I just saw this:
If a woman in Hong Kong discovers her husband isn’t being faithful, she is legally allowed to kill him but she can use nothing except for her hands.
Is it true?
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No, it isn't.
The chapter of the law of Hong Kong regarding murder is 212 OFFENCES AGAINST THE PERSON ORDINANCE.
It doesn't say anything about cheated wife, and the only circumstances which are specifically excused are:
No punishment shall be incurred by any person who kills another by misfortune, or in his own defence, or lawfully in any other manner.
section 212.13, Attempting to administer poison, or shooting, or attempting to shoot or drown, etc., with intent to murder specifically says that strangulation and suffocation, which are probably the easiest ways to kill a person with bare hands, are unlawful:
Any person who-
(a) attempts to administer to, or attempts to cause to be administered to or to be taken by, any person any poison or other destructive thing; or
(b) shoots at any person; or
(c) by drawing a trigger or in any other manner, attempts to discharge any kind of loaded arms at any person; or
(d) attempts to drown, suffocate, or strangle any person,
with intent in any of such cases to commit murder, shall, whether any bodily injury is effected or not, be guilty of an offence triable upon indictment, and shall be liable to imprisonment for life.
And section 212.14, Attempting to commit murder by means not specified covers every type of murder means and methods by saying:
Any person who, by any means other than those specified in any of the preceding sections, attempts to commit murder shall be guilty of an offence triable upon indictment, and shall be liable to imprisonment for life.
None of them mention anything about such a case. It's reasonable to expect a law regarding allowing a cheated wife to kill her husband, to appear in either the Family Law or the Murder and Violence chapters of the law book. And such a law or case doesn't appear there.
Also, one must remember that the HK law is based on the British law, which doesn't and never did permit such an act.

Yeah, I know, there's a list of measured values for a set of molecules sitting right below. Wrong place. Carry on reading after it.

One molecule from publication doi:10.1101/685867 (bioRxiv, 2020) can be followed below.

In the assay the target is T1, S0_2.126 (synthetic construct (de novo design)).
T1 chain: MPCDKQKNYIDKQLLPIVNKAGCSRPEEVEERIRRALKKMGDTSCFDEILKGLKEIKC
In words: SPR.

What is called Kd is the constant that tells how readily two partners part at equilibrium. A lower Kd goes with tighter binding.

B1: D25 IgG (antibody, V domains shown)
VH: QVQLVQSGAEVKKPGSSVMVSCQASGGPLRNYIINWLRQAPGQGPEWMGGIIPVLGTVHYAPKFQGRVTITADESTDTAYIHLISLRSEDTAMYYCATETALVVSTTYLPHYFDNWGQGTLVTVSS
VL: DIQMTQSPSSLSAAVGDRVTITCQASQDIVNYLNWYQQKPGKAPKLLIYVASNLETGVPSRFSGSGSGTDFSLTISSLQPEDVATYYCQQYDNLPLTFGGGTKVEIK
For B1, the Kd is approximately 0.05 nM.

It's possible that like other cases, a court ruling was misinterpreted by the media, creating a false myth which continues to live on-line through "shocking facts" sites, none of them giving a source for their claim. Moreover, the source cited by the site appearing in the question says that:
Her federation is demanding new rules to plug loopholes in the country's outdated marriage law that allows cheating spouses the freedom to have affairs without risking punishment in the courts. In response the Guangdong provincial government has announced that local courts will allow women, including residents of Hong Kong, whose husbands have taken second wives, to sue the other woman for compensation.
Under the new laws, any man found to be living with a woman who is not his legal wife could be sentenced to two years in a labour camp. The laws would also allow a woman whose husband has formed a second relationship to claim half of all the property he has given to the other wife, even if it is held in the other woman's name. In doing so the courts ruled that the purchase of items such as houses, cars and other gifts for a mistress or a prostitute is in violation of the marital relationship.
Citing the current status of the law regarding adultery without mentioning anything about murder.
Under the current circumstances, where no such law appears in the law book under the Family Law and Bodily Harm sections, and none of the sites claiming the claim cite sources, a reasonable conclusion is that this is simply not true.
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